Lisa A. Dolan MSN, RN

 

-Ms. Dolan is the AVP for medical/surgical nursing at Jewish Hospital, 200 Abraham Flexner Way, Louisville, KY 40202. She can be reached at 502-587-4011. This abstract was written as part of her studies at Bellarmine University, Lansing School of Nursing and Health Sciences in Louisville, Ky.

Dramatic changes have occurred in the healthcare environment over the last decade. Healthcare organizations have been faced with the need to redesign their traditional organizational models in an effort to control costs and improve efficiency and outcomes. These organizations are recognizing that the key to their effectiveness lies in their ability to assemble and retain a highly motivated, involved, and satisfied workforce; most notably, the staff nurses who provide the bulk of patient care. A large number of factors have been identified as contributors to staff nurse job satisfaction, including salary, working conditions, and opportunities for advancement. However, another vital factor that has not received as much attention is the leadership provided by front-line managers. Therefore, the purpose of this descriptive, correlational study was to identify the management styles of front-line nurse managers as perceived by staff and to evaluate the relationship of these styles to staff nurse job satisfaction.

A survey of all full-time and part-time registered nurses working in the medical-surgical and critical care areas of a large, university-affiliated acute-care hospital was conducted. Participants completed two questionnaires. The Profile of Organization Characteristics was used to identify the nurses' perceptions of their managers' management style. The Munson-Heda Staff Nurse Questionnaire was used to measure job satisfaction. A total of 98 nurses completed the survey. The typical respondent was 36 years old, held a baccalaureate degree in nursing, and had worked at the hospital for an average of 8.2 years. The majority of respondents perceived their manager to have a consultative management style, which reflects the manager's use of staff ideas and opinions and their frequent involvement of staff in decision making. The perception of a consultative style indicates that the participants had a positive relationship with, and substantial confidence in, their unit leadership. Analysis of the satisfaction data revealed a statistically significant relationship between management style and job satisfaction (r = 0.58; P < .001). In other words, the more participative the nurses perceived their managers' leadership style to be, the more satisfied they were. The results of this study support the need for continued transformation of the traditional nurse managers' role. Transformed nursing leaders get their staff involved through sharing of information and vision, challenging them to think creatively, and coaching them in problem solving. The resulting participatory environment gives staff more autonomy and the opportunity to develop their professional status further. The current nursing shortage has refocused healthcare organizations' attention on strategies to retain their valuable nursing resources. The findings of this study suggest that efforts to retain nurses should also include further development of nursing leaders. The challenges of today's healthcare environment require different leadership skills than were required in the past. The development of new approaches and skill foundations for nurse managers can lead to more effective and more satisfied nurses and, ultimately, to more positive patient outcomes.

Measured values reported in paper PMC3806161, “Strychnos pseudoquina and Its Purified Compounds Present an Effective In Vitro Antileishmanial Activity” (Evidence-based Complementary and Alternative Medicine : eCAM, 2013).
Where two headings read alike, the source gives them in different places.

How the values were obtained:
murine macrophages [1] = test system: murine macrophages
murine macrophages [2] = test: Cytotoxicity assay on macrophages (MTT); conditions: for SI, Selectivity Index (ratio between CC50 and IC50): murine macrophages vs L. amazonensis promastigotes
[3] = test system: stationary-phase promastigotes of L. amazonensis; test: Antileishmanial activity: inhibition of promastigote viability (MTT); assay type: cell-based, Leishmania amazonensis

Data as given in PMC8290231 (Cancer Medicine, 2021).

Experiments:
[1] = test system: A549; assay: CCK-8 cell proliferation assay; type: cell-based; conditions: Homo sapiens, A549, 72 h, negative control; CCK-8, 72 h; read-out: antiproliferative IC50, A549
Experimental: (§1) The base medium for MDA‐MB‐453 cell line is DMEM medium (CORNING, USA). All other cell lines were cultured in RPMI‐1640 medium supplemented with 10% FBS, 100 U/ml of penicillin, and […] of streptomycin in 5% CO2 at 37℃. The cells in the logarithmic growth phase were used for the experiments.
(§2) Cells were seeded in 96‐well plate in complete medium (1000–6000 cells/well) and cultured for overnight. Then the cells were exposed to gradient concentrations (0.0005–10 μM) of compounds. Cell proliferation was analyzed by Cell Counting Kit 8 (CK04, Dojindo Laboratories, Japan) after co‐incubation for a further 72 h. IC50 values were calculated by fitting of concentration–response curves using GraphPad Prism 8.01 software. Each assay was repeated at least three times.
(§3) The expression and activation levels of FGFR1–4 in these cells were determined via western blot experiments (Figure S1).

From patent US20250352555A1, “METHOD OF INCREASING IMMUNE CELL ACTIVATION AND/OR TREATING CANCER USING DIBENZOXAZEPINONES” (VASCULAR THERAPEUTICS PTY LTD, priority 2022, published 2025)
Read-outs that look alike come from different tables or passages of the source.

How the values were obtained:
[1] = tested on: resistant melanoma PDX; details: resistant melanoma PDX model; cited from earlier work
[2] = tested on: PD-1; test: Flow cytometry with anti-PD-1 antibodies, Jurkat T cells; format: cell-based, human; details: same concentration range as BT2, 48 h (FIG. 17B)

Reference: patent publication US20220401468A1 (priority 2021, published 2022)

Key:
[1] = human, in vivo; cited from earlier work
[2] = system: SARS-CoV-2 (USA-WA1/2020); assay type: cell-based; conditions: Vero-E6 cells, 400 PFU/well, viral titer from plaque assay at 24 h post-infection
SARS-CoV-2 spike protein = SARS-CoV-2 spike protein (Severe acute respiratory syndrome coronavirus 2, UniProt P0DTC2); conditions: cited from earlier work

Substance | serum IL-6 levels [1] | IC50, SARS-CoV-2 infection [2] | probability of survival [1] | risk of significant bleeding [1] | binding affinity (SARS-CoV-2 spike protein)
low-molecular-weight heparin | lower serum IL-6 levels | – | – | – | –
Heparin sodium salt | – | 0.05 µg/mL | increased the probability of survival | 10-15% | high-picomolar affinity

Lisa A. Dolan MSN, RN

-Ms. Dolan is the AVP for medical/surgical nursing at Jewish Hospital, 200 Abraham Flexner Way, Louisville, KY 40202. She can be reached at 502-587-4011. This abstract was written as part of her studies at Bellarmine University, Lansing School of Nursing and Health Sciences in Louisville, Ky.